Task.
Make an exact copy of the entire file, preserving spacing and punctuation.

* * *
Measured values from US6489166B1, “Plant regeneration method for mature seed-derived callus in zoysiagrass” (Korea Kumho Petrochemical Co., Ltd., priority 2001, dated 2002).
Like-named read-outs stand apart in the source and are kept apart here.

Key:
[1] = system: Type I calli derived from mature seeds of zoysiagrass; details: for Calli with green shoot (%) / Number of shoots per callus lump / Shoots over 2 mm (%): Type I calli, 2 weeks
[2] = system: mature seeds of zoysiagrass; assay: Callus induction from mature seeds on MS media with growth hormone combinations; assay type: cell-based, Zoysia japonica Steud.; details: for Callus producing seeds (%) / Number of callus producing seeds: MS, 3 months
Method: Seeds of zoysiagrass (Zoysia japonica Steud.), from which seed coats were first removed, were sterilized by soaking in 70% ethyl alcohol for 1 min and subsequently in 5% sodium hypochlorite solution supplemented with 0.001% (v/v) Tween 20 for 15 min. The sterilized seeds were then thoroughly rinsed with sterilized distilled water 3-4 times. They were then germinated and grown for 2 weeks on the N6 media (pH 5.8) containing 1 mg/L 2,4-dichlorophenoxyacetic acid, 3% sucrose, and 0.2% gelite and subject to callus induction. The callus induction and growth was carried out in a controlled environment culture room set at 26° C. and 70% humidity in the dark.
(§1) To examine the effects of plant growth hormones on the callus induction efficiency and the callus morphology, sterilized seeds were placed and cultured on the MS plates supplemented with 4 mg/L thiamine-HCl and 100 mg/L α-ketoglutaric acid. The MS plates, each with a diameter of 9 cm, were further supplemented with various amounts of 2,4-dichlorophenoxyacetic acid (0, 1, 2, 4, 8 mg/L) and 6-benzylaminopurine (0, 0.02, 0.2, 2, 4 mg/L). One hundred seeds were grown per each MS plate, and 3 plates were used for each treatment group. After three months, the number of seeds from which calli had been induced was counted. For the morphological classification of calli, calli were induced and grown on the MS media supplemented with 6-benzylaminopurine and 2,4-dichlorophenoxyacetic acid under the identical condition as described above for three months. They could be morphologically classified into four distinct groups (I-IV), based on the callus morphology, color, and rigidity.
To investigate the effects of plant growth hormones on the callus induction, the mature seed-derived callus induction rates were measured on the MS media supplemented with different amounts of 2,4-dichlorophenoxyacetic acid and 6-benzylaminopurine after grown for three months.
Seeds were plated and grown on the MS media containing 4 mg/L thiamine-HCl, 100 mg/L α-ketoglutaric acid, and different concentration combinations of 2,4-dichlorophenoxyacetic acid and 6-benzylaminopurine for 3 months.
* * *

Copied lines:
Measured values from US6489166B1, “Plant regeneration method for mature seed-derived callus in zoysiagrass” (Korea Kumho Petrochemical Co., Ltd., priority 2001, dated 2002).
Like-named read-outs stand apart in the source and are kept apart here.

Key:
[1] = system: Type I calli derived from mature seeds of zoysiagrass; details: for Calli with green shoot (%) / Number of shoots per callus lump / Shoots over 2 mm (%): Type I calli, 2 weeks
[2] = system: mature seeds of zoysiagrass; assay: Callus induction from mature seeds on MS media with growth hormone combinations; assay type: cell-based, Zoysia japonica Steud.; details: for Callus producing seeds (%) / Number of callus producing seeds: MS, 3 months
Method: Seeds of zoysiagrass (Zoysia japonica Steud.), from which seed coats were first removed, were sterilized by soaking in 70% ethyl alcohol for 1 min and subsequently in 5% sodium hypochlorite solution supplemented with 0.001% (v/v) Tween 20 for 15 min. The sterilized seeds were then thoroughly rinsed with sterilized distilled water 3-4 times. They were then germinated and grown for 2 weeks on the N6 media (pH 5.8) containing 1 mg/L 2,4-dichlorophenoxyacetic acid, 3% sucrose, and 0.2% gelite and subject to callus induction. The callus induction and growth was carried out in a controlled environment culture room set at 26° C. and 70% humidity in the dark.
(§1) To examine the effects of plant growth hormones on the callus induction efficiency and the callus morphology, sterilized seeds were placed and cultured on the MS plates supplemented with 4 mg/L thiamine-HCl and 100 mg/L α-ketoglutaric acid. The MS plates, each with a diameter of 9 cm, were further supplemented with various amounts of 2,4-dichlorophenoxyacetic acid (0, 1, 2, 4, 8 mg/L) and 6-benzylaminopurine (0, 0.02, 0.2, 2, 4 mg/L). One hundred seeds were grown per each MS plate, and 3 plates were used for each treatment group. After three months, the number of seeds from which calli had been induced was counted. For the morphological classification of calli, calli were induced and grown on the MS media supplemented with 6-benzylaminopurine and 2,4-dichlorophenoxyacetic acid under the identical condition as described above for three months. They could be morphologically classified into four distinct groups (I-IV), based on the callus morphology, color, and rigidity.
To investigate the effects of plant growth hormones on the callus induction, the mature seed-derived callus induction rates were measured on the MS media supplemented with different amounts of 2,4-dichlorophenoxyacetic acid and 6-benzylaminopurine after grown for three months.
Seeds were plated and grown on the MS media containing 4 mg/L thiamine-HCl, 100 mg/L α-ketoglutaric acid, and different concentration combinations of 2,4-dichlorophenoxyacetic acid and 6-benzylaminopurine for 3 months.